More important, attorneys say, is to establish some processes, relationships, and governance provisions in advance that can make fielding a bid easier and more efficient. Many bank boards regularly assess their institutions’ business plans in concert with investment bankers and attorneys. Even those that don’t should have relationships in place with professionals who can quickly help assess how a bid compares with the company’s own plan for enhancing shareholder value.

Moeling also suggests including formalized provisions in the company’s bylaws and charter that set some ground rules for how the board addresses a bid. Some of his clients have enacted a “policy regarding corporate change,” crafted specifically to address the prospect of an unsolicited bid. The policy states that all offers and discussions involving a prospective sale, no matter how innocuous, must be brought to the full board. It also bars individual directors and managers from providing information about the company to a potential suitor without the full board’s consent.

“Your corporate documents should send a message to outsiders and directors alike that any discussion about buying the bank should ultimately come to the board,” Moeling explains. They should ensure “everything is kept above board … You don’t want anyone on your board out there acting like a cowboy, rounding up offers or providing information without the full board’s knowledge.”

Some companies also employ so-called “constituency provisions” in their articles of incorporation, which permit directors to consider the impact of a sale not only on shareholders, but also on employees, customers, and the community. Not all states permit such provisions, but many do. For community banks, established specifically to provide lending services to a small town, they can be justified. “If you conclude [from a potential acquirer’s history] that your bank would be turned into a deposit-production office for a large bank” and would no longer fulfill its initial mission as a source of funding for local businesses, the existence of such provisions could allow a board to reject a deal, even if the proposed premium is attractive, Moeling says.

But some experts caution those provisions must ultimately take a backseat to the duties of care and loyalty that are central to a director’s role as fiduciary of shareholder money. “If you’re saying ‘no’ to a bid because a couple hundred jobs will be lost in your hometown, that’s not a good reason,” Crowley says. “Shareholders need to rank a strong first on your list of responsibilities, or the board members could find themselves in a tough position.”

The best defense, as the clichu00c3u00a9 goes, is a good offense, and nothing works like performance to keep an unfriendly suitor at bay. “The only nearly foolproof defense is strong financial performance,” Crowley says. “If you’re in the 30th percentile on [industry] ROE, you’re going to have a hard time arguing that you’ve earned your independence. But a company that has done well for its shareholders should be able to control its own destiny.”

Profitability alone, however, won’t prevent a determined suitor from trying to acquire a bank that management thinks could bolster its own franchise. Salisbury was a highly profitable $180 million institution when Hudson Chartered’s bear hug occurred, Perotti says, but it didn’t matter. The bidder wanted to buy its way across the Hudson River into Connecticut, and Salisbury looked digestible.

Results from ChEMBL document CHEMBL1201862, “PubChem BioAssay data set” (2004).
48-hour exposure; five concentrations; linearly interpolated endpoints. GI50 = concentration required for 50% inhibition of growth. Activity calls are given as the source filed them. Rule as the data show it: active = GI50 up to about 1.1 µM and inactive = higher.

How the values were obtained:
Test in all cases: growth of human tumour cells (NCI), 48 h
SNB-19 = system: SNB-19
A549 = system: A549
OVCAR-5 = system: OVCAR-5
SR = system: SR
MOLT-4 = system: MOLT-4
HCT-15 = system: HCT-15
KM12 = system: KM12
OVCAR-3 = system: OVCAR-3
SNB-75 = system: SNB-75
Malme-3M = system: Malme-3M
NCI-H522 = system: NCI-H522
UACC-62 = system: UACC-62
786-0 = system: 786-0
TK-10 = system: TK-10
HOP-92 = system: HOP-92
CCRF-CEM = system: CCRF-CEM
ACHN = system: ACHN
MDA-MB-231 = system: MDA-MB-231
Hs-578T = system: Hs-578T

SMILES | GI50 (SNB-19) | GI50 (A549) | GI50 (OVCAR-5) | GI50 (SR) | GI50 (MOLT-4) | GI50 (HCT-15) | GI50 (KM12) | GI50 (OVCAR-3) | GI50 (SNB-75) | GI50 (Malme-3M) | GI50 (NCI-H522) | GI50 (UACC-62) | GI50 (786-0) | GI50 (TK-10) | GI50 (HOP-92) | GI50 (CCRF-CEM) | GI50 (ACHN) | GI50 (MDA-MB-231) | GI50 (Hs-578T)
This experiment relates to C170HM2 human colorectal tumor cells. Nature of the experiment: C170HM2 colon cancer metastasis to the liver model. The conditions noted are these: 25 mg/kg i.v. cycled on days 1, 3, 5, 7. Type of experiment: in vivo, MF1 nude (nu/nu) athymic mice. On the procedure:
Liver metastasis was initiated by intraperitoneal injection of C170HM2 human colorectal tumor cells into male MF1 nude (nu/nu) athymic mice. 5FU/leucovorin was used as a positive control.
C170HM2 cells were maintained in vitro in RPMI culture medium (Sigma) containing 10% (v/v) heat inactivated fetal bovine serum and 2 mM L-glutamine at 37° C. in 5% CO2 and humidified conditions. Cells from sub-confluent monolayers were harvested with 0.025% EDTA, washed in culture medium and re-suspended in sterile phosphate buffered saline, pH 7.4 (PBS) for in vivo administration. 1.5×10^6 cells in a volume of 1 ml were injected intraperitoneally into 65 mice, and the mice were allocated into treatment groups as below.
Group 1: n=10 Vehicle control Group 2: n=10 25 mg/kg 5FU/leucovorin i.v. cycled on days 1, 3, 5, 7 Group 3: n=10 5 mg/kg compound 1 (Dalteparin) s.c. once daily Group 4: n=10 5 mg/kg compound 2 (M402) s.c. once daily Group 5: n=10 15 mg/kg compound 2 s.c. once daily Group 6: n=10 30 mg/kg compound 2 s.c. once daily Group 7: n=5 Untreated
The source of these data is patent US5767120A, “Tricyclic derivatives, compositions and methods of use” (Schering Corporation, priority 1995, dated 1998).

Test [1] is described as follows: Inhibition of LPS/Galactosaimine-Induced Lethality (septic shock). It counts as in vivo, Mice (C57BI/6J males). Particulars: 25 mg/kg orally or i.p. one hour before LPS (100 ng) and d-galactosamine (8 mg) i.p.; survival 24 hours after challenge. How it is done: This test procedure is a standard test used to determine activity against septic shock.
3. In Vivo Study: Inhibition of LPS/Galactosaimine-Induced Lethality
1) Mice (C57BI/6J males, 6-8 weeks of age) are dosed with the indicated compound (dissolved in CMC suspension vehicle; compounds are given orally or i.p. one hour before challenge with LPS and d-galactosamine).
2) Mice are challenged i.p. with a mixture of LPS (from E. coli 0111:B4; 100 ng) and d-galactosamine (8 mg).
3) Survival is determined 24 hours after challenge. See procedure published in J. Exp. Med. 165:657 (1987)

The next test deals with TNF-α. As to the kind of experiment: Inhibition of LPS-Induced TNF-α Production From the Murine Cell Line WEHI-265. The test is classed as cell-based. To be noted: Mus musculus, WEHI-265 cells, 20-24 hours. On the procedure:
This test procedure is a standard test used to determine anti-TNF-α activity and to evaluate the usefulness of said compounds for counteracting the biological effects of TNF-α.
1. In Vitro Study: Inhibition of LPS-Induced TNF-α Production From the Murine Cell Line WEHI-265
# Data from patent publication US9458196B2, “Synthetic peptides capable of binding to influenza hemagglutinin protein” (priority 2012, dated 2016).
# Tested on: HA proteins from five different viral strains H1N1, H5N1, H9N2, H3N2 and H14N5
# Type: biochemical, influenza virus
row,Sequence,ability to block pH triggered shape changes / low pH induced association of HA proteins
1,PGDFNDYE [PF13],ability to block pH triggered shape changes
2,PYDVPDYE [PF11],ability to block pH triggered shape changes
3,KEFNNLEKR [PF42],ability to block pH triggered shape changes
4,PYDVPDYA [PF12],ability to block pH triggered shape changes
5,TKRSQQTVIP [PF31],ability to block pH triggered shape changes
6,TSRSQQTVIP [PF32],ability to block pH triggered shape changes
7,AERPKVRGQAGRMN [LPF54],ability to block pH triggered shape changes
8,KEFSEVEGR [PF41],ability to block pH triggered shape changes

The two CEOs had discussed a deal twice, and Perotti had rejected the idea both times. Then one day, Hudson Chartered’s CEO called requesting the mailing addresses of several directors. Two weeks later, he showed up in Perotti’s office with inch-thick packets for each board member.

Perotti says he “wasn’t very happy” with the situation, and would have preferred to ignore the offer. “But our attorney said that, worst scenario, you’ve got to be able to prove you’ve exercised complete due diligence.” So the board went through an assessment with its investment bank, and even dispatched its executive committee to a daylong meeting with Hudson Chartered’s board.

“We had an eyeball-to-eyeball discussion with them,” Perotti says, during which it emerged that the bidder’s strategy was to build a franchise and sell itu00e2u20ac”an unattractive proposition for the board of then-149-year-old Salisbury. “But what really killed it was, they tried to do a lowball offer.” (Hudson Chartered is now part of $54 billion M&T Bank Corp.)
Although the bid was rejected, it also jolted the board into action. Before, Perotti says, directors thought that “as long as we had reasonable returns, that was good enough.” After strategic reviews and a near-death experience, “we realized we needed to grow.” Since then, the company has added to its trust department, expanded its geography, and even made an acquisition of its own.

It’s a common theme. While most bankers are loath to discuss unsolicited or hostile offers they’ve received, strong boards that are willing and eager to control their own destinies often find such bids reenergize them. Moeling tells of the time about a decade ago that one of his small Georgia clients received a bear-hug letter from a large Alabama institution. The board met, gave the offer thoughtful consideration, and concluded that it could “build better shareholder value with a more intense and better-structured incentive compensation plan,” he recalls.

Six years later, after implementing its plan, the same board concluded on its own terms that it was time to sell, and contacted that same buyer. This time, a friendly sale agreement was reached, which generated 13% greater returns than what the original unsolicited offer contemplated. “Most banks are sold, they’re not bought,” Moeling says. In this case, “the first offer inspired the board to make the bank better, and it fetched a greater premium as a result.” Proof that happy endings can happen, even in the world of unsolicited bids. |BD|